So just remember to tag your photos and tweets and you too can be part of the conversation: #powershift09.

Power Shift 2009


DonorsChoose.org Moving money into SC schools like Ty’Sheoma Bethea’s!

Donor’s Choose is opening a money pipeline into the classrooms in SC.  teachers in these classes want beanbag chairs, rugs for cozy corners for reading, prewriting sets for kids with motor skill problems, etc.  Teacher requests directly from SC classrooms.

Education in the spotlight: Support classrooms like Ty’Sheoma Bethea’s!

By Katie Wednesday, Feb 25, 2009 at 5:44pm

If you were watching President Obama’s address to Congress last night, Ty’Sheoma Bethea probably stole your heart, like she stole ours. The eight-grader from Dillon, South Carolina was in attendance because of the letter she wrote to Congress, about her school’s terrible condition.

Ty’Sheoma wrote, “As you know, we have a lot of problems with our school.  President Obama has visit our school and were able to see why we should need a new school.  Some of the promblems are, we can not afford anything so we can not go on school trips or do school activities unlike other schools…”

She concluded her letter with, “We are just students trying to become lawyers, doctors, congress men like yourself and one day president….”  To make a difference in high-poverty South Carolina classrooms like Ty’Sheoma’s, you can start here.

All the best,
Katie & Alex
DonorsChoose.org Carolinas

image

DonorsChoose.org Blog: Education in the spotlight: Support classrooms like Ty’Sheoma Bethea’s!


Network Flower Power: Project BudBurst - Participate!

Networking the flower people to report buds and flower changes to document global warming.  This is Distributed Flower research (do i hear an Iphone app?) Network research not targeting Mars (clickworkers) or birds 11,000,000 (birdcount)

  Project BudBurst Activity Guide.

1) Select and identify your plant using the plant list or by geographic area.

2) Describe the site where your plant is located. This includes finding the latitude and longitude of your site.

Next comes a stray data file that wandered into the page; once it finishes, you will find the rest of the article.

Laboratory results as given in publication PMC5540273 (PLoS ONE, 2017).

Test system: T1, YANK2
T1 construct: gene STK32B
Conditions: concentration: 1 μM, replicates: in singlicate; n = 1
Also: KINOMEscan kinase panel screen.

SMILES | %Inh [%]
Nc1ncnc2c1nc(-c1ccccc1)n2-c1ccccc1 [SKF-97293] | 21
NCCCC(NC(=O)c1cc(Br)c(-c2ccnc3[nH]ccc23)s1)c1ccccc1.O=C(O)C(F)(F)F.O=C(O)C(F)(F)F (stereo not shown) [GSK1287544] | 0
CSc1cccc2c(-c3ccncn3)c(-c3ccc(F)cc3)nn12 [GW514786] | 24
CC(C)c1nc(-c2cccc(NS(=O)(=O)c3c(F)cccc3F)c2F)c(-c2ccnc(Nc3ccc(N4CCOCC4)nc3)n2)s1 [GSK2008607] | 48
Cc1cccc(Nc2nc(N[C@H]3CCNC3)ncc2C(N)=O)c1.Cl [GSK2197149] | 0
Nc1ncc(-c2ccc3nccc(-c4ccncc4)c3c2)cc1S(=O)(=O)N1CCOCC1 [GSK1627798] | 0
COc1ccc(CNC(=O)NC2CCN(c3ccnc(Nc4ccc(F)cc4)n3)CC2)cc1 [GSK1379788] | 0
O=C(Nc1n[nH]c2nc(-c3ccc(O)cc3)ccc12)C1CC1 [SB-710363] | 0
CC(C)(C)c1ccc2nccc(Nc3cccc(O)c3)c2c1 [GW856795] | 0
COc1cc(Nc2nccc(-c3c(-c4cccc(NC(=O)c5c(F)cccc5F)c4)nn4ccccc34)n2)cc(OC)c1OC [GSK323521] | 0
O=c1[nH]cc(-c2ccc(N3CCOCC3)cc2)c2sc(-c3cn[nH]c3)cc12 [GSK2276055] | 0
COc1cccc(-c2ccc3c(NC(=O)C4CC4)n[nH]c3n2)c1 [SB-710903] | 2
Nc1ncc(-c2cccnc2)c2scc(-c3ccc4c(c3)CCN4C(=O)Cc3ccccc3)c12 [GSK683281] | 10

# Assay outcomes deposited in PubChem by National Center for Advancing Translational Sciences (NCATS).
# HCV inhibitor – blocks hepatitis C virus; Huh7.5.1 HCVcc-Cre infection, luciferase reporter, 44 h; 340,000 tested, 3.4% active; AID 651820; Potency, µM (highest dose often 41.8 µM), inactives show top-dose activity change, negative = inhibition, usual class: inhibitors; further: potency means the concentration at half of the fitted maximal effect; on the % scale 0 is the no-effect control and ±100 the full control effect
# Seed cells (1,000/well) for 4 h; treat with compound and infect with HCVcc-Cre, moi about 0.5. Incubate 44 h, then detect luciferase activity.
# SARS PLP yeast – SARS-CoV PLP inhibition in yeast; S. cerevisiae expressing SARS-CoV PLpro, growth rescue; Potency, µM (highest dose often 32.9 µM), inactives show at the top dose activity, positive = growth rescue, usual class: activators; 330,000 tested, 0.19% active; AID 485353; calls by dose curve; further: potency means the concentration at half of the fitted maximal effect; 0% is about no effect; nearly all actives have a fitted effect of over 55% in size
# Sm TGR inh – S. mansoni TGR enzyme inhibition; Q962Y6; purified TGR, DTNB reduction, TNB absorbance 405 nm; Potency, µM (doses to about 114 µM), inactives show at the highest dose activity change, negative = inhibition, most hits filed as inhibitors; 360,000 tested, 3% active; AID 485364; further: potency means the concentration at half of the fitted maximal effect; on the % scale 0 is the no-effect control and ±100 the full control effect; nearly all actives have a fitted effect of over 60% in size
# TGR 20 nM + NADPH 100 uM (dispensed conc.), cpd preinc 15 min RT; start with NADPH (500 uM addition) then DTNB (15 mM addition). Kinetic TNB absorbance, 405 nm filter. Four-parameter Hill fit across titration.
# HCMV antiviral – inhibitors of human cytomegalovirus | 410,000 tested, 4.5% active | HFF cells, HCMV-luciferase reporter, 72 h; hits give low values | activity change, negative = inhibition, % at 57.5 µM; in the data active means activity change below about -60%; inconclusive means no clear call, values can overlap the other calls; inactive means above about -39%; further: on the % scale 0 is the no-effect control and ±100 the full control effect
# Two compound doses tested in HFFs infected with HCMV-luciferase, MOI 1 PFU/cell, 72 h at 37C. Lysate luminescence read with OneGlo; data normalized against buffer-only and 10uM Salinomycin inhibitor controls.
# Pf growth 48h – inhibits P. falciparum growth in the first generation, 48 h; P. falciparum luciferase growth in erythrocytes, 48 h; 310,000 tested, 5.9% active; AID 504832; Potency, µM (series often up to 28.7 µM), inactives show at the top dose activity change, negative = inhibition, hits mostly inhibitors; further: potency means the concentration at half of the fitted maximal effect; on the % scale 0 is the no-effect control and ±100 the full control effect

3) Determine which phenophase (phenological stage) you are looking for (i.e. Budburst/First Leaf, First Flower). For help, refer to the plant descriptions found in the plant list.

4) Begin observations (before expected time of budding or flowering)!

5) Report your observations online.

Register online with Project BudBurst to save your observation sites and plants that you are monitoring throughout this year and for coming years. This allows you to report the phenological events as they occur each week!

Project BudBurst - Participate!

image


Network-Centric & Alinsky

Network Rules for Radicals.... I have been cooking ideas of how to mashup the Rules for Radicals and network-centric advocacy for a few years. The puzzle lies in front of us "the rules" are scattered on one side of the desk and papers the "network attributes and components" are on the laptop sitting on the other side of the desk.

I find myself struggling to combine and remix Alinsky rules to contexts that bridge transnational organizing, extreme poverty, new social networks and digital culture. The scale of connectivity and tempo of life, campaigning, attention cycles and change are different today but the core levers of power are based on the same principals Alinsky teased out over a life time of hell raising.

I look at "the rules", the network culture, the most modern warfare strategy and the traditional gurus that struggle to create our modern movement of NGO's and I can not yet make them meet.

How do we best help the powerless and pissed be creative find power and voice to demand change. Where do our legacy organizing power meet todays disenfranchised? where is the powerful connective tissue between networks of people? It is not just the churches Alinsky organized but in hidden dark matter of our social space.

Where does the modern body politic connect? How do folks polarize in a world that refuses walls?

When does the new technology and professionalism serve to keep us in "our expertise and not our enemy" and when does it alinate and scare the very base we need to organize? What does constant pressure look like in the world of ADD? This clip may be the first link... Link: Alinsky.

In the closing chapter of Rules for Radicals, he calls upon radicals to "return to the suburban scene...with its PTA's, League of Women Voters, consumer groups, churches, and clubs. Search out the leaders...identify their major issues, find areas of common agreement, and excite their imagination with tactics that can introduce drama and adventure into the tedium of middle-class life."

Many of the 600 posts here are snippits that find the drama and adventure of change and genuinely connect the participants into the struggle. Netcentric campaigns are not point and clicktivism.

This is not make a donation activism ...new strategy is about leaning into the network of people tied together by billions of investments in communications, internet and transportation and asking them to meet, asking them to talk, asking them to participate and lead.

This new organizing in the age of connectivity is about the fear of power that is not pre-assembled but about projecting the fear that power can be built on the fly. This is about youtube ridicule that is fun and viral. This is about making transparent the rules that they must abide by as well as their mistakes being public at a level that Alinsky could not imagine in the 60's and 70s.